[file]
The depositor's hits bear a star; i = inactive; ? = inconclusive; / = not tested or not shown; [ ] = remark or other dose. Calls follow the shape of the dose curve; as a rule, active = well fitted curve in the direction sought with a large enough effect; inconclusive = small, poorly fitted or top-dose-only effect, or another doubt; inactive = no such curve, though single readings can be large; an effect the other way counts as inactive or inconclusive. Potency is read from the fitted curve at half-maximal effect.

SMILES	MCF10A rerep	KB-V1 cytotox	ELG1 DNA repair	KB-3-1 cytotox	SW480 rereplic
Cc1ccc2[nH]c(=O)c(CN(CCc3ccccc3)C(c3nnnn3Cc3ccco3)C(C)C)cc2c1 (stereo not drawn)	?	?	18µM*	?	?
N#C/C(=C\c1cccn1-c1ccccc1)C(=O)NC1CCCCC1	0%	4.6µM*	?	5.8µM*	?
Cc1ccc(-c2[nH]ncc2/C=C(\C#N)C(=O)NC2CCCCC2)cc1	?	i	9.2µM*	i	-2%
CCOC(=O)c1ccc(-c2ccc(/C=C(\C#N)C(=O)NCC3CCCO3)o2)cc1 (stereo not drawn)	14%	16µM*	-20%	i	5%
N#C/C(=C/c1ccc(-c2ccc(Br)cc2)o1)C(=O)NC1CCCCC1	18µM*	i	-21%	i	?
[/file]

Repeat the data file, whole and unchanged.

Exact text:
The depositor's hits bear a star; i = inactive; ? = inconclusive; / = not tested or not shown; [ ] = remark or other dose. Calls follow the shape of the dose curve; as a rule, active = well fitted curve in the direction sought with a large enough effect; inconclusive = small, poorly fitted or top-dose-only effect, or another doubt; inactive = no such curve, though single readings can be large; an effect the other way counts as inactive or inconclusive. Potency is read from the fitted curve at half-maximal effect.

SMILES	MCF10A rerep	KB-V1 cytotox	ELG1 DNA repair	KB-3-1 cytotox	SW480 rereplic
Cc1ccc2[nH]c(=O)c(CN(CCc3ccccc3)C(c3nnnn3Cc3ccco3)C(C)C)cc2c1 (stereo not drawn)	?	?	18µM*	?	?
N#C/C(=C\c1cccn1-c1ccccc1)C(=O)NC1CCCCC1	0%	4.6µM*	?	5.8µM*	?
Cc1ccc(-c2[nH]ncc2/C=C(\C#N)C(=O)NC2CCCCC2)cc1	?	i	9.2µM*	i	-2%
CCOC(=O)c1ccc(-c2ccc(/C=C(\C#N)C(=O)NCC3CCCO3)o2)cc1 (stereo not drawn)	14%	16µM*	-20%	i	5%
N#C/C(=C/c1ccc(-c2ccc(Br)cc2)o1)C(=O)NC1CCCCC1	18µM*	i	-21%	i	?